Community service requirements dropped for class of 2021

Winston Botts and Madison Dias

DCPS has waived the graduation requirement of 100 community service hours for the class of 2021. The decision stems from concerns about students being able to safely complete the required hours.

Typically, completing 100 hours of community service is mandatory for all students to graduate, however DCPS determined that students could not be expected to fulfill this requirement amid the extenuating circumstances of the coronavirus pandemic. Last year, community service requirements were similarly waived for the class of 2020.

Despite discarding community service requirements two years in a row, DCPS still encourages students not graduating this year to continue working towards the 100-hour quota. The DCPS website offers a host of virtual community service opportunities for students, in addition to some socially distant options.

DCPS urges students who have recently earned any community service hours to log those hours with their counselor as soon as possible. Schools recommend that students turn in their hours within 30 days of earning them.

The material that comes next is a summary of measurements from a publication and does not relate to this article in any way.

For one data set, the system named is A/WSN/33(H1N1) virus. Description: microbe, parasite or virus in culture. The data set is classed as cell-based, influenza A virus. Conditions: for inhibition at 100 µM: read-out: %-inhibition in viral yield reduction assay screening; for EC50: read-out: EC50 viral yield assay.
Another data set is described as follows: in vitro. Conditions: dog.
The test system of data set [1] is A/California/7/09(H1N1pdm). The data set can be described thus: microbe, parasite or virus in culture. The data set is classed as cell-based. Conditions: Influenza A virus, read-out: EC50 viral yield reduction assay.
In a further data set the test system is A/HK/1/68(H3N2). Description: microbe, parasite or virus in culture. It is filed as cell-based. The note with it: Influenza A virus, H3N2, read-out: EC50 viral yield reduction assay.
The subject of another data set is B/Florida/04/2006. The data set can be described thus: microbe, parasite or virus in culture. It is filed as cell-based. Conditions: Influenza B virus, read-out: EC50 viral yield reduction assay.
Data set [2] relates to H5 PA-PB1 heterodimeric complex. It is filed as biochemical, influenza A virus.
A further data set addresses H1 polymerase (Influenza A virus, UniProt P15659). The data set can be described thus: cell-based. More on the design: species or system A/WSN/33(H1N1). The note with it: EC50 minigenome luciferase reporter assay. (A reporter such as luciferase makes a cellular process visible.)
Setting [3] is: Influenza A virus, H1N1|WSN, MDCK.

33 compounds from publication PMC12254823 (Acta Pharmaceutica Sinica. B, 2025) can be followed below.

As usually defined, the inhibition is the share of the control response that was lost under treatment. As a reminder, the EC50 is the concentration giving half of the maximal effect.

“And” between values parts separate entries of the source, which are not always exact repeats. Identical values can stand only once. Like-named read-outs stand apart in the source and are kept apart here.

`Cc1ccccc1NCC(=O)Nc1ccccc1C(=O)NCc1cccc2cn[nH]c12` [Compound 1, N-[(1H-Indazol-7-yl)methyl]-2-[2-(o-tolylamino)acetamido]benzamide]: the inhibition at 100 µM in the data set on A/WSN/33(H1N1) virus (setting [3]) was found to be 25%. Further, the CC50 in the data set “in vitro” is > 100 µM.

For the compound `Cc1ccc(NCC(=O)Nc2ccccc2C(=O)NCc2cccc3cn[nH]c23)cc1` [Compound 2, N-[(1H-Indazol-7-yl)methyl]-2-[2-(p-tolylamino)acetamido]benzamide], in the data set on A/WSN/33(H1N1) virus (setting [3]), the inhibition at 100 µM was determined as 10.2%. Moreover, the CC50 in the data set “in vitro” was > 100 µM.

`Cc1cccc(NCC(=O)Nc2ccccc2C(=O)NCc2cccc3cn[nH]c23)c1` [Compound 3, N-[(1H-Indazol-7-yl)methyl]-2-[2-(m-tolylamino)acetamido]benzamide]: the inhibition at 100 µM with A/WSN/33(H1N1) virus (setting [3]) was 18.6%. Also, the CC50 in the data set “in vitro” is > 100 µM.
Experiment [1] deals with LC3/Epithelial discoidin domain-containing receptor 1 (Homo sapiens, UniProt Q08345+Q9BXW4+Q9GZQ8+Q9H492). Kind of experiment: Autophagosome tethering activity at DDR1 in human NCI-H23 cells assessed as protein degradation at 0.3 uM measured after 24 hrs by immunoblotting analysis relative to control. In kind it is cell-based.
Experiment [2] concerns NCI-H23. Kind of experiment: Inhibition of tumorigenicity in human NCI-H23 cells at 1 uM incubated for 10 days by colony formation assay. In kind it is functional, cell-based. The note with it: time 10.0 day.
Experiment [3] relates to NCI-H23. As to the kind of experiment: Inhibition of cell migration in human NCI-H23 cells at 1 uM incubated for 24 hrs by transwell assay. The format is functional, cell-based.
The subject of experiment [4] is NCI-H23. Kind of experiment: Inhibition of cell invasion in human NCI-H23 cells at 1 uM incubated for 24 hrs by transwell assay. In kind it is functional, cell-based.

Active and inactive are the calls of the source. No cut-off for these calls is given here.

Students have different responses to this new development. Senior Simon Rhodes, for example, is glad to see the requirement gone. “I’m feeling pretty relieved, I only had 24 hours, so that is a huge weight off my chest,” he said. However, he does think that although removing the requirement was a necessary decision, “given the uncertainty about how long the pandemic would last,” it does seem like a waste of the community service hours students have already completed. “I feel sorry for the people who did them,” Rhodes said.

  Senior Emma Harris has completed over 100 community service hours yet is in favor of the waiver, “it’s been a lot harder to find opportunities over quarantine and it’s important to be more forgiving about things like that right now.” Harris shares that though the requirement has been waived, “it shouldn’t stop people from completing community service if they get the opportunity to.” She also notes that most colleges “like to see that [students] have a good amount done.”